Bio

Some musicians seek the artist’s life; others are born into it. For Texas-based singer-songwriter Luke Wade, it turns out both are true.

 

Wade, a Texas native whose sophomore album, “The River,” arrives March 21, has been a fixture of stages Southern and otherwise for more than a decade. The son of a painter and dancer who grew up in a family of creatives, he decided years ago that his future lay not in the studies he’d been pursuing — astronomy, physics and engineering, you know, the easy stuff — but on stages and scenes telling his stories.

 

“I really think that’s why I’m on this planet,” he says. “I never sit in my house and play songs for myself. It’s all about what they do for other people, that shared experience.”

 

That experience will get a little bigger with “The River,” a set full of the rock, pop, soul and folk songs that have made Wade and No Civilians a Texas draw for years. It would have been sooner, but Wade says it needed time to properly marinate. “It’s where you’re trying to sauté the vegetables, cook the meat and bake everything — you want everything to be done at the same time, so it’s hot and ready.”

 

He’s been cooking for a long time, and he comes by his music life honestly. Wade, 30, grew up in the small town of Dublin, Texas (pop. 3,000). Creativity is shot throughout the family. His father, Bob Stuth-Wade, is a well-known visual artist, his mother a dancer and dance teacher. His sister is a writer, and his brother David plays sax in Luke’s band.

 

But his childhood wasn’t without its share of speed bumps. As a small child he contracted spinal meningitis, as a teenager he endured a paintball injury that left him largely blind in one eye and at 17 he suffered a heatstroke that resulted in temporary brain damage and amnesia. “I was out for the better part of a day,” he says. “I came to and didn’t know my parents’ names. I had to relearn how to do a few things.” He recovered fully, but says the experience shaped his worldview, musically and otherwise. “Sometimes it takes things like that to make you realize how short life is and drive you to do what you can with the things you have.”

 

We should say here that Wade’s got a pretty diverse background outside of his music. He has a political science/pre-law degree, and took ballet, tap and jazz for 11 years. He also — and these are his words — says he used to be a pretty great bartender. “I’m the kind of person who has maybe an inappropriate amount of resolve,” he says. “I have to finish one thing before going on to the next thing.”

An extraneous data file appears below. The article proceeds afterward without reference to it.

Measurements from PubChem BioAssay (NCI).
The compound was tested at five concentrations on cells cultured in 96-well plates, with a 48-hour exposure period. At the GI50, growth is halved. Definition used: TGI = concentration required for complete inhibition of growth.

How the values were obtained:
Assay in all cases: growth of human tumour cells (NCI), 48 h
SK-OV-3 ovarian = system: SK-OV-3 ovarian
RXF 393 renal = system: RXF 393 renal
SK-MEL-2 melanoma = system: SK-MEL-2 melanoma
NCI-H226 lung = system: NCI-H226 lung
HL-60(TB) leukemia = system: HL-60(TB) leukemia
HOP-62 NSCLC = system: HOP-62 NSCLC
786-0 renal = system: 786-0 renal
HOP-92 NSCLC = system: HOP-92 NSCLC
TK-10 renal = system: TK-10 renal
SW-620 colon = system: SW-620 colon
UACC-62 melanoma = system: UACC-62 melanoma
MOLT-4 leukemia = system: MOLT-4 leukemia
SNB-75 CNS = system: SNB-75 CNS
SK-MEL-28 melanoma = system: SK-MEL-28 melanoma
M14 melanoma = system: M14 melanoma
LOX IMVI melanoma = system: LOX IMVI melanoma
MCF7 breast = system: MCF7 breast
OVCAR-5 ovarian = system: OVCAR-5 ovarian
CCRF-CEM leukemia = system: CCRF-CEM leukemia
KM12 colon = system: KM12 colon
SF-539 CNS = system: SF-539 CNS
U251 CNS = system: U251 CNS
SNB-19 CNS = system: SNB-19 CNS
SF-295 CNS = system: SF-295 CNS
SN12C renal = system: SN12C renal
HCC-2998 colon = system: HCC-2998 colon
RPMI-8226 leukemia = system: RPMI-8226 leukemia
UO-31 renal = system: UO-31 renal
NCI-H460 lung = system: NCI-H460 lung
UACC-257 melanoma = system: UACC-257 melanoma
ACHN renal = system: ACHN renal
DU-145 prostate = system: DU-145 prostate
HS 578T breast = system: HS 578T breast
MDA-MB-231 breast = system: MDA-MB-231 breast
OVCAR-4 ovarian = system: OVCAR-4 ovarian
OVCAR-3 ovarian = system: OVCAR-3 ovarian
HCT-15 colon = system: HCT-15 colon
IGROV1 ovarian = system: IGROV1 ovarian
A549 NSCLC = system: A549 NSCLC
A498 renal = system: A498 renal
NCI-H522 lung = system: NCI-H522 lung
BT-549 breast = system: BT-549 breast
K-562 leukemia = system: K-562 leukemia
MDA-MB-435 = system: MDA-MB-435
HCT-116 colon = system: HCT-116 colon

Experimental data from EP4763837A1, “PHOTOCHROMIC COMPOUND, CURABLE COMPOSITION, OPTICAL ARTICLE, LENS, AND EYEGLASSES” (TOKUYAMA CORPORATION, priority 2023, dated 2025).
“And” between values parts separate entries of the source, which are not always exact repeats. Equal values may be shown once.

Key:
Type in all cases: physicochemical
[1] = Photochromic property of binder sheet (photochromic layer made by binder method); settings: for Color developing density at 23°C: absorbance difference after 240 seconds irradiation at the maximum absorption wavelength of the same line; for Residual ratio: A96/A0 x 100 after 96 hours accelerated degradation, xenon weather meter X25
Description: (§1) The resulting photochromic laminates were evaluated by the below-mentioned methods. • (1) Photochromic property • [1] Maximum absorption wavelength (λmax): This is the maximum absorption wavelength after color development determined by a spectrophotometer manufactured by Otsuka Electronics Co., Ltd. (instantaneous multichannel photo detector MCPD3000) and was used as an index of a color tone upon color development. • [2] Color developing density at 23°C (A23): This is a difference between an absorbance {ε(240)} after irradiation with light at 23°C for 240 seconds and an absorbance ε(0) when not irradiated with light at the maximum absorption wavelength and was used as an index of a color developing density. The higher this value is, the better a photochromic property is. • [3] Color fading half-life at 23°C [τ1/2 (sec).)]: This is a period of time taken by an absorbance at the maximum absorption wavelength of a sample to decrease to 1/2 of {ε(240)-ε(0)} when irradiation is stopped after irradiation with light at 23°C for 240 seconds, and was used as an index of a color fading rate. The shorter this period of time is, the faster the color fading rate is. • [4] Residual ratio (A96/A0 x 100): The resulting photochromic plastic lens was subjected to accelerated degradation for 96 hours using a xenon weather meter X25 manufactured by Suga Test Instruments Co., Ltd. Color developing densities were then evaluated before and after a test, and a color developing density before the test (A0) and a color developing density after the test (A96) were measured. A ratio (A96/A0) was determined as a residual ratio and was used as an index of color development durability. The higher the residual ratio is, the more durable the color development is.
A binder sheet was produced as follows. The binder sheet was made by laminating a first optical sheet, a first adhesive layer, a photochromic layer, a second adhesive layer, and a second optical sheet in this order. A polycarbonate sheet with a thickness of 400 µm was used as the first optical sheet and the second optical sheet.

But once it became clear that the next thing was music, Wade never looked back. His own drive and discipline, he says, comes from his dad. “I quote him all the time, and it’s awesome because we don’t make the same kind of art. But he’d always say ‘Reduce your ambition, increase your resolve.’ Don’t think about where you’re going to be, think about what you can do right now to be an inch better.”

 

For Wade, that drive happens a little bit, every single day. “I don’t do my scales three times a day. I play live five nights a week, at least. That’s where I practice,” he says. “The best way to learn about other people is to learn about yourself. We’re all messed up. And discovering the hard truths about myself and working my way through them is how I get better at music.”

 

As such, the new album is an honest look at his life in lyrical form. “As Long As She Knows” is about understanding that your passions are part of who you are — and hoping you find a partner with that shared understanding. “Eyes on the Horizon” finds Wade struggling to focus on what’s important amid the noise, cell phones, cars. And the title track, “The River,” is about transitions. “It goes from me singing about the river, seeing that it takes things towards the oceans, toward a bigger place, and then realizing that you’re part of it. You’re always in it. Always on your way.”

 

And he’s backed by No Civilians, a group that’s both a band and a concept. The name came from an old bandmate; Wade and a handful of musicians were looking to jam after a club show one night, but the serious-minded bandmate had a request of the attendees: “No civilians.” Wade says the name has expanded to mean that people who live music. Its members are revolving — sometimes they’ll play as a three-piece, five-piece or six-piece — but its members have one shared trait; A deep dedication to the music.

 

Wade is singing about potential while endeavoring to realize his. “I think you’re born with a potential to do so much, and the world gets complicated and things get hard. But it’s just about being a person. And I think that being a human being is the best you can ask for yourself. So it’s that thing looked at through different lenses.”

 

And a lot of human beings are reacting: “The River” was 100% crowd-funded this summer via a Kickstarter campaign. That’s the kind of fan base that can’t be invented.

 

“I feel very, very blessed,” he says of his fan base. He tells the story of a veteran returned from Afghanistan who brought his wife and friends to a show in Oklahoma City, and who approached Wade in tears after the show. “Here’s this tough, tough Marine, covered in tattoos, saying he listened to my album every single night in Afghanistan, that it was the only thing that made him feel comfortable.”

He may write and perform them, but Wade says it’s fans like that who breathe life into his songs. “Once I write the song it’s not about me anymore, it’s about who I’m playing for. I write thinking that if someone’s in the right frame of mind this could change their life.” They already have, and they’re about to change many more.